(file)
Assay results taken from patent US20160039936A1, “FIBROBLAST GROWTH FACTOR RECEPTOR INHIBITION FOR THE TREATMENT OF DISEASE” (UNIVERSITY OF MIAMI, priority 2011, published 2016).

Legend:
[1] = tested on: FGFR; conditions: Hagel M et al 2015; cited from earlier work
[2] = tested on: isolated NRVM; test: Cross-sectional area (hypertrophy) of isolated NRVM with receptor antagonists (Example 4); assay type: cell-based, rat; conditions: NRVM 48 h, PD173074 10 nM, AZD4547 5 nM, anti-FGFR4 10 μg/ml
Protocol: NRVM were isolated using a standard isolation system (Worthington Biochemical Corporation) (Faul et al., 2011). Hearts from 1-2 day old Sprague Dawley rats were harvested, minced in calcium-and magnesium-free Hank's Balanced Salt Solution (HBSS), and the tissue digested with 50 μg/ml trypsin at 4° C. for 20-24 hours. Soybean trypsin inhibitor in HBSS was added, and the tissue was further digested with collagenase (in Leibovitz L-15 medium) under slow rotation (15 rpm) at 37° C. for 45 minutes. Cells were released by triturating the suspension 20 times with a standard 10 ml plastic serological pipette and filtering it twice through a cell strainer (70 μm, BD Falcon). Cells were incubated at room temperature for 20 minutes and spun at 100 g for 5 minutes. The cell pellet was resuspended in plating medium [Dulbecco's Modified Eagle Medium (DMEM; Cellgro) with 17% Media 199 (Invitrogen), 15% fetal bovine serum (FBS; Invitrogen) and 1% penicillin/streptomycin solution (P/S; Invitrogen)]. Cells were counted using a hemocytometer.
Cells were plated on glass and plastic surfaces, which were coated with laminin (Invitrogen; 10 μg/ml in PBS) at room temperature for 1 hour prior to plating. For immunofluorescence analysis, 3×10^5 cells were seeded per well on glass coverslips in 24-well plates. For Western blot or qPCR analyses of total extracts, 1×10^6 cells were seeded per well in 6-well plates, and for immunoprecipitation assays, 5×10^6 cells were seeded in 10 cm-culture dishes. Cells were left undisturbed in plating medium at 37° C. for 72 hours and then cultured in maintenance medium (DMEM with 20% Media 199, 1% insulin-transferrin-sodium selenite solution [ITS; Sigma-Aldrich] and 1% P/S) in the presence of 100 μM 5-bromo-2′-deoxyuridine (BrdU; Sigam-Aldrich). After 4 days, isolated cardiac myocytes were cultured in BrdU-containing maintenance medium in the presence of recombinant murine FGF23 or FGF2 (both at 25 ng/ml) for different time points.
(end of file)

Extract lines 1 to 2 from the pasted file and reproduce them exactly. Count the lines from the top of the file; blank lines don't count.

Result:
Assay results taken from patent US20160039936A1, “FIBROBLAST GROWTH FACTOR RECEPTOR INHIBITION FOR THE TREATMENT OF DISEASE” (UNIVERSITY OF MIAMI, priority 2011, published 2016).

Legend: